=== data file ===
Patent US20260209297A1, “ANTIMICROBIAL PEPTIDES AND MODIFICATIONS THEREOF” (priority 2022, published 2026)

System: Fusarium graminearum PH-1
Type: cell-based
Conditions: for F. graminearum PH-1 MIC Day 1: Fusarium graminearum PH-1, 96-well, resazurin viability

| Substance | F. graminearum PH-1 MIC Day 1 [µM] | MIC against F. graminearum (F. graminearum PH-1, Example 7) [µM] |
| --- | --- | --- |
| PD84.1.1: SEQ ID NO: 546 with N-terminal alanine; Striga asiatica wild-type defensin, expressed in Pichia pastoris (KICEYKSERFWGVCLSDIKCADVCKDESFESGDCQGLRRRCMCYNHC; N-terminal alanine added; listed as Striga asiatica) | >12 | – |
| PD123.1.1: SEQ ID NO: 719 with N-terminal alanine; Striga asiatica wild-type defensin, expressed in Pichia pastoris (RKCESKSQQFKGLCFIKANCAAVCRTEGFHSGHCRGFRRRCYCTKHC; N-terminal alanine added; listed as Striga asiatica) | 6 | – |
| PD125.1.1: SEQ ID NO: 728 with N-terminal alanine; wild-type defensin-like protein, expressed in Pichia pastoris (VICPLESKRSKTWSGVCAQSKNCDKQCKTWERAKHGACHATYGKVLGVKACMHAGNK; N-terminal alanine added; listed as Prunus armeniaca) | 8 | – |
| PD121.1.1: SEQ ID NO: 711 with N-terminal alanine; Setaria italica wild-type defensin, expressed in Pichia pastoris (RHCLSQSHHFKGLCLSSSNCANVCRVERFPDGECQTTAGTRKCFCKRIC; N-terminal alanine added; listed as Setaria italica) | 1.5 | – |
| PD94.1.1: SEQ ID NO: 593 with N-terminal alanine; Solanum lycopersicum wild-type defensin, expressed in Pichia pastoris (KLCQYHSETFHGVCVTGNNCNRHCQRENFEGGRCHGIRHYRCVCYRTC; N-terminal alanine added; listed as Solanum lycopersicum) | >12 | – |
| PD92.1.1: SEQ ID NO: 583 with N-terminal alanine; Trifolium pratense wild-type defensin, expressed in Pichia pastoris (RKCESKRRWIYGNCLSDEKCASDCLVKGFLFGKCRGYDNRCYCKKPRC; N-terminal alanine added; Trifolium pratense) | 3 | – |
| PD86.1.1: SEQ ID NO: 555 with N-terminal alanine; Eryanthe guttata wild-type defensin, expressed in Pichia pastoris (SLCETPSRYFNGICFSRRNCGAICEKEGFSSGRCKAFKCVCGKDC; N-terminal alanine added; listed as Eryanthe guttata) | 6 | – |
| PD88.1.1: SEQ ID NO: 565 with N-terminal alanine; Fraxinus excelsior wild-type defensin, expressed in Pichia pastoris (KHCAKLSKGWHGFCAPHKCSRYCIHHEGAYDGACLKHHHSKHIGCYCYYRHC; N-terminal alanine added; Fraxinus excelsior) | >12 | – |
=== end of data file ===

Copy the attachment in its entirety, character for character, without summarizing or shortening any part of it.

Patent US20260209297A1, “ANTIMICROBIAL PEPTIDES AND MODIFICATIONS THEREOF” (priority 2022, published 2026)

System: Fusarium graminearum PH-1
Type: cell-based
Conditions: for F. graminearum PH-1 MIC Day 1: Fusarium graminearum PH-1, 96-well, resazurin viability

| Substance | F. graminearum PH-1 MIC Day 1 [µM] | MIC against F. graminearum (F. graminearum PH-1, Example 7) [µM] |
| --- | --- | --- |
| PD84.1.1: SEQ ID NO: 546 with N-terminal alanine; Striga asiatica wild-type defensin, expressed in Pichia pastoris (KICEYKSERFWGVCLSDIKCADVCKDESFESGDCQGLRRRCMCYNHC; N-terminal alanine added; listed as Striga asiatica) | >12 | – |
| PD123.1.1: SEQ ID NO: 719 with N-terminal alanine; Striga asiatica wild-type defensin, expressed in Pichia pastoris (RKCESKSQQFKGLCFIKANCAAVCRTEGFHSGHCRGFRRRCYCTKHC; N-terminal alanine added; listed as Striga asiatica) | 6 | – |
| PD125.1.1: SEQ ID NO: 728 with N-terminal alanine; wild-type defensin-like protein, expressed in Pichia pastoris (VICPLESKRSKTWSGVCAQSKNCDKQCKTWERAKHGACHATYGKVLGVKACMHAGNK; N-terminal alanine added; listed as Prunus armeniaca) | 8 | – |
| PD121.1.1: SEQ ID NO: 711 with N-terminal alanine; Setaria italica wild-type defensin, expressed in Pichia pastoris (RHCLSQSHHFKGLCLSSSNCANVCRVERFPDGECQTTAGTRKCFCKRIC; N-terminal alanine added; listed as Setaria italica) | 1.5 | – |
| PD94.1.1: SEQ ID NO: 593 with N-terminal alanine; Solanum lycopersicum wild-type defensin, expressed in Pichia pastoris (KLCQYHSETFHGVCVTGNNCNRHCQRENFEGGRCHGIRHYRCVCYRTC; N-terminal alanine added; listed as Solanum lycopersicum) | >12 | – |
| PD92.1.1: SEQ ID NO: 583 with N-terminal alanine; Trifolium pratense wild-type defensin, expressed in Pichia pastoris (RKCESKRRWIYGNCLSDEKCASDCLVKGFLFGKCRGYDNRCYCKKPRC; N-terminal alanine added; Trifolium pratense) | 3 | – |
| PD86.1.1: SEQ ID NO: 555 with N-terminal alanine; Eryanthe guttata wild-type defensin, expressed in Pichia pastoris (SLCETPSRYFNGICFSRRNCGAICEKEGFSSGRCKAFKCVCGKDC; N-terminal alanine added; listed as Eryanthe guttata) | 6 | – |
| PD88.1.1: SEQ ID NO: 565 with N-terminal alanine; Fraxinus excelsior wild-type defensin, expressed in Pichia pastoris (KHCAKLSKGWHGFCAPHKCSRYCIHHEGAYDGACLKHHHSKHIGCYCYYRHC; N-terminal alanine added; Fraxinus excelsior) | >12 | – |